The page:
As a signatory to the Convention on the Rights of the Child, the Government’s handling of juveniles is governed by the UN Standard Minimum Rules for the Administration of Juvenile Justice and the UN Guidelines for the Prevention of Juvenile Delinquency which provide that no child should be placed in solitary confinement. We are well aware that this International Convention has not been incorporated into domestic law and is therefore limited in its application in our domestic courts but that failure to follow through and commit ourselves to a standard of care for children speaks volumes about our Government’s true intentions for the nation’s children.

It is an insult to the intelligence of Barbadians and to our sense of dignity to attempt to drown out the cries of our youngest citizens calling for help. We recognize the desperate attempt to vindicate the Government by trivializing and ignoring the complaints of the abuse meted out at GIS. We stand firm in our position, the authorities will not make these girls and young women invisible, they will not be allowed to trivialize the pain, shame, nightmares and suffering that still plagues them.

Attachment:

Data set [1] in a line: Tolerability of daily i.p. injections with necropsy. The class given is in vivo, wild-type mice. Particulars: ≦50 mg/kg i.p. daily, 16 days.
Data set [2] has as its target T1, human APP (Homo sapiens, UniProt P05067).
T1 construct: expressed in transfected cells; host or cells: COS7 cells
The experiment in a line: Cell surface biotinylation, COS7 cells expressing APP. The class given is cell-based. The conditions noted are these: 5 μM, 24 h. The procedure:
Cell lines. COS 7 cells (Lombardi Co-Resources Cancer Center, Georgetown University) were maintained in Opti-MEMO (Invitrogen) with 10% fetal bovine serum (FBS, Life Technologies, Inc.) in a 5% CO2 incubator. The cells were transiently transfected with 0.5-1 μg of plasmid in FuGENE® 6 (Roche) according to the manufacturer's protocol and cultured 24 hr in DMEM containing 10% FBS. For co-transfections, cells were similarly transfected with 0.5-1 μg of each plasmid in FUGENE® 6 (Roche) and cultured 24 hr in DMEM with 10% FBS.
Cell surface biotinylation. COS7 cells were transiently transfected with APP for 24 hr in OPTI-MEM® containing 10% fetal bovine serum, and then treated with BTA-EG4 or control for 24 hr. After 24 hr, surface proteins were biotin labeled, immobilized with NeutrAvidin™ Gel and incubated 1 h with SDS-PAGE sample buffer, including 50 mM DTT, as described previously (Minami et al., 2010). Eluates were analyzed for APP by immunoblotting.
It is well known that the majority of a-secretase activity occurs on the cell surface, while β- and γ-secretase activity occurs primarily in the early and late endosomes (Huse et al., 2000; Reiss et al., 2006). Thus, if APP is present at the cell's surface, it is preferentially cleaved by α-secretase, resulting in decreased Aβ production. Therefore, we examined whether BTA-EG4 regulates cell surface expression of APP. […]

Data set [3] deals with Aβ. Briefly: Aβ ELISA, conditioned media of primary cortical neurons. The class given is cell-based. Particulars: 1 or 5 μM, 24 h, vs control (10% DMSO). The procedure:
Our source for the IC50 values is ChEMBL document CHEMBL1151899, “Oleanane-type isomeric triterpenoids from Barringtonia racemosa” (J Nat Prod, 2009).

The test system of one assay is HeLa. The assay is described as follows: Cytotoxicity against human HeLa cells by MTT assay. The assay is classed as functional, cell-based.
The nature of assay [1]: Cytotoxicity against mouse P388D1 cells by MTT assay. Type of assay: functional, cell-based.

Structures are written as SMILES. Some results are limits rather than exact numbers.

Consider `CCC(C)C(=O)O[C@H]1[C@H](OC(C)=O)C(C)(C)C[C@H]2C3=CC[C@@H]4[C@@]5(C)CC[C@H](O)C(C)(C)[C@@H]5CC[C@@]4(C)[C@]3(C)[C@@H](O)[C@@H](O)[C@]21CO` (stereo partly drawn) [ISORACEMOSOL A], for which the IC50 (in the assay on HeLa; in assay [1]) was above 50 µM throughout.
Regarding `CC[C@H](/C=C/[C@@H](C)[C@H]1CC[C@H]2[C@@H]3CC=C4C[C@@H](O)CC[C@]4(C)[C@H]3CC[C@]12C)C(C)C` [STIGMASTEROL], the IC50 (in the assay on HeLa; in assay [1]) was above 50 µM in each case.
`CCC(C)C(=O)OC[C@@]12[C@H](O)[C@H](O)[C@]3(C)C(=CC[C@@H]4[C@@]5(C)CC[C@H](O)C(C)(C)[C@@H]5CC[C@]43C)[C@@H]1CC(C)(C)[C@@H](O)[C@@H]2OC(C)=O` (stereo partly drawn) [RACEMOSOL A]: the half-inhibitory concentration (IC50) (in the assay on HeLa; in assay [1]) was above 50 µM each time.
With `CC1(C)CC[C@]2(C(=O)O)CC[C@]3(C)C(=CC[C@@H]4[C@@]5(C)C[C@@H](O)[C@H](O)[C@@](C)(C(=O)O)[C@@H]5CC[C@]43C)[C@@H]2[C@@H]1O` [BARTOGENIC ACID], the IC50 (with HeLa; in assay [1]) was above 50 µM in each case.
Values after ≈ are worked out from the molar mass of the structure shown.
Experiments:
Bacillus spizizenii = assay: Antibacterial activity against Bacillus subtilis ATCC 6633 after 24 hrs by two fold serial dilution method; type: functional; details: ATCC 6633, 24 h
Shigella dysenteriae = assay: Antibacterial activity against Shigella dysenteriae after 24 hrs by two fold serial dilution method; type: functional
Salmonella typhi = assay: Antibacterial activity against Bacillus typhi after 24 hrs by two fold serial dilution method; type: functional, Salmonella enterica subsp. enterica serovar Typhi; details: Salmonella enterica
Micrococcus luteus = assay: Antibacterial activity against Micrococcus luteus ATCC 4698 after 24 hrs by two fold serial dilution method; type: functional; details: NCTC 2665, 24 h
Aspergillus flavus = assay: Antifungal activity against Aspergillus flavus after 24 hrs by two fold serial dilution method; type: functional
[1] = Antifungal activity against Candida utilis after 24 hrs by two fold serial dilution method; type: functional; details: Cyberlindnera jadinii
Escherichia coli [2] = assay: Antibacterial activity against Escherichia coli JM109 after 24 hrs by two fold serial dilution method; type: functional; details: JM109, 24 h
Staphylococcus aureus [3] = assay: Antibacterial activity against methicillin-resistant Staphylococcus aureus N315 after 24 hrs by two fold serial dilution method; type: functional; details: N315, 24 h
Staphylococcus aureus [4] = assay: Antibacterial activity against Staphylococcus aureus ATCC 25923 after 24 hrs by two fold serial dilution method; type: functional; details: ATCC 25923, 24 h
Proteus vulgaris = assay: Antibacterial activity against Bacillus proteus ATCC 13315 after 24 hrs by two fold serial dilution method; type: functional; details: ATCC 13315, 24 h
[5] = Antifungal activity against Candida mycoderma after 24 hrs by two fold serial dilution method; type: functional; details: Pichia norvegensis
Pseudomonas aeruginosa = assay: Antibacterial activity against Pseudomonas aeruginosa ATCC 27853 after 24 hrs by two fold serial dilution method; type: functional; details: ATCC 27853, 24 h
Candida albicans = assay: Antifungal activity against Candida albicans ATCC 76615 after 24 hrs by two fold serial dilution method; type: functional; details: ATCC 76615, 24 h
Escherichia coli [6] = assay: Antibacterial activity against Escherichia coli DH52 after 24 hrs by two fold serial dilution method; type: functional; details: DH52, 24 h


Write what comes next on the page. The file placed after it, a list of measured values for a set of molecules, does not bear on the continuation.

Women in Action (WIA)

Spokesperson: Tempu Nefertari
Email: womeninaction.bb@gmail.com


146 thoughts on “Women in Action (WIA) – GIS Issue

  1. Why would you even ask me that…i have 2 websites, a book and quarterly magazine outling all these crimes against Black humanity from 1600s-present…..seems like ya reaching..,only this morning i had to call things as they are….but you will never see that one…happened elsewhere…

  2. Cuhdear Bajan, we do not know whether or not this man was abuse as a minor, which more than often perpetuates the cycle of abuse and victimization. Take the case of the American Serial Killer John Wayne Gracey, whom had been severally molested as minor, and whom molested and murdered more the 40 kids in the late 70s, and early 80s. Now the statistical data is categorical; most molesters (male or female) were themselves molested at some point in their childhood, which perpetuated the cycle of victimization.

  3. Should we remind them: